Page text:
• Craftsmen: Honorable craftsmen are the first, including everything from engineers to scientists to farmers to clothing designers, or even artists. Craftsmen have less rights than military personnel, but more freedom and a fair degree of privilage. They can own property, speak before a military assembly, and serve as advisors in their area of specialty for an officer. Craftsmen are expected to be passionate and professional about their craft, and they rarely make friends of craftsmen outside their particular craft, or soldiers at all.
  • Laborers: The rest of the Vailwer, their servants, criminals, free spirits, and common laborers form a caste that is viewed as something of a combination of indentured servant and wise-fool. This caste has nearly no rights at all, but almost limitless personal freedom outside of work. Because they are not expected to be as dedicated as craftsmen or soldiers, the worker caste of Vailwer also have a great deal more free time than the rest of their brethren. They are free to associate with anyone they know, regardless of caste, as well as to mate with anyone who shows interest in them. They can be moved to another job, another city, even another planet without notice, but what they do with their time once they get there is up to them.

Biology and Relationships

Physically, the Vailwer are saurian, warm-blooded sapients with many lizard traits. They carry an impressive bone structure on their upper skull, with correspondingly powerful neck muscles and sturdy vertebrae to support it. Long ago, these bones were used to compete for mates, and to fight, but modern Vailwer no more use their bony heads to fight than Humans throw feces. The extra bone does make them extremely difficult to kill with headshots however, though a shot through the eye is still a safe bet.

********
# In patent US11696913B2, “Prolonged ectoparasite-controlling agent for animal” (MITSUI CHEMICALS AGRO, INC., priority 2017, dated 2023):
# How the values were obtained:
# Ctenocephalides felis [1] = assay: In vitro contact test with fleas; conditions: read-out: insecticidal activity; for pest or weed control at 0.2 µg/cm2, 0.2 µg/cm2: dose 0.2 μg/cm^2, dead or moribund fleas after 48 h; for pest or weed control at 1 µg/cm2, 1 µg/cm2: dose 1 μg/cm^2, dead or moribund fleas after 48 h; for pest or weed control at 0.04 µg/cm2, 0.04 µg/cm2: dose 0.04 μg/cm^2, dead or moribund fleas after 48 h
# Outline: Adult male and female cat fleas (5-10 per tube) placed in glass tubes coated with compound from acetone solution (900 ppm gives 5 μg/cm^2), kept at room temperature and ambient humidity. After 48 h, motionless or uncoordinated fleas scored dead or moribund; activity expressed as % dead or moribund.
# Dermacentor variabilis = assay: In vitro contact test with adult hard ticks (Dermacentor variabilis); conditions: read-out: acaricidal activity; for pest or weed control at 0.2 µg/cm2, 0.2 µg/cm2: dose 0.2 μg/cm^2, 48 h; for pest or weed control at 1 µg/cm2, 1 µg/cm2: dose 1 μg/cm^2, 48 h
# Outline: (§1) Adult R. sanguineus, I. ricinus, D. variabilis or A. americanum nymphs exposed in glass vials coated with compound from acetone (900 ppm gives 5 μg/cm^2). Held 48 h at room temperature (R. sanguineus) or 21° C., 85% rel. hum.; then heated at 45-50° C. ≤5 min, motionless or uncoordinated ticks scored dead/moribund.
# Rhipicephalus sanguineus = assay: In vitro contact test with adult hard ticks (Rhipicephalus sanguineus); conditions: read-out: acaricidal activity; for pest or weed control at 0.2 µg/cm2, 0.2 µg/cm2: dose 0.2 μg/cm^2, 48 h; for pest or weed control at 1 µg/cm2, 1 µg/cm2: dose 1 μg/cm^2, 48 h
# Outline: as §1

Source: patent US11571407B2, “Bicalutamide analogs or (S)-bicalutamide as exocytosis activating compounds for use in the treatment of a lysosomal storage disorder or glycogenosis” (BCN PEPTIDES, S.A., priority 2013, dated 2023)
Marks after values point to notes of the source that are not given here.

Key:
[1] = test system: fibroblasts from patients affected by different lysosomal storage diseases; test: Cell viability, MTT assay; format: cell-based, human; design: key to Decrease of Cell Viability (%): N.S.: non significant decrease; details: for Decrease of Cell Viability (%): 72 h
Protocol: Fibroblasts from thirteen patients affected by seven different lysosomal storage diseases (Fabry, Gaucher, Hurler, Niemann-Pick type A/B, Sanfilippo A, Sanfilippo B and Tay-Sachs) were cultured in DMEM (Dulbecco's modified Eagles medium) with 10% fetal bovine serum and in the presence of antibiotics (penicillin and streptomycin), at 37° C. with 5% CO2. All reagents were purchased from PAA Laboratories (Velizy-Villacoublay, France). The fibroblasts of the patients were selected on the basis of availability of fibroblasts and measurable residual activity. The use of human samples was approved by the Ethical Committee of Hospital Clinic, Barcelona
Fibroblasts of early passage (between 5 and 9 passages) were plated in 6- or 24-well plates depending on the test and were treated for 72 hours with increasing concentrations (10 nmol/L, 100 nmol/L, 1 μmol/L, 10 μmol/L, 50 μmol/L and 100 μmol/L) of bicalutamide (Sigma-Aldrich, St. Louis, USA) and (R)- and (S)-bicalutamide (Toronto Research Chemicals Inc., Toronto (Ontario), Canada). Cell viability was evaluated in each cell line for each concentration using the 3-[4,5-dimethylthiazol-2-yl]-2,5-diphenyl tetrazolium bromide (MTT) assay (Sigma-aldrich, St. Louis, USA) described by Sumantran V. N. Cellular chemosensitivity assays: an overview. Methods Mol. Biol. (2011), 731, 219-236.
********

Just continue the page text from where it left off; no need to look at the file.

Vailwer live about 150 years on average, though most soldiers have a lower life expectancy. One cannot even be considered for the council until he or she is at least over 100, the median age of the council is much closer to 130. Gender descrimination is not much known among the Vailwer, they find it an amusing concept. Merit based assignment of responsibility and power has always made more sense to them.

Vailwer lay eggs, freeing their females from the need to be tied down by a pregnancy. They treat mating with the same no-nonsense attitude they treat everything else, mating with partners they find desirable at a particular time, then incubating the eggs themselves or sending them on to a nursery. In part because procreation only briefly slows down a Vailwer, contraception is expressly forbidden. The Council wants to see the Vailwer increase in number, so the government provides incubators and upbringing for any eggs that the parents don’t have time to raise. That said, most Vailwer prefer to raise their young themselves, Soldiers and Craftsmen will often take on a Laborer mate who can leave their regular work and watch the young full time.

That’s not to say that the Vailwer are passionless, they care for their mates, friends, and comrades very much. They simply have a very compartmentalized emotional system, one that allows them to put aside thoughts of distant relatives, only to bring those emotions back to the fore fully when they come in contact again. This is partially based on their biology, the Vailwer have both visual and pheromone based imprinting instincts that serve them all their lives, not just after birth. They imprint strongly on individuals they spend time with, suppressing their emotional connection to distant companions until they can imprint on them again.


At the Heart of the Abyss Drascus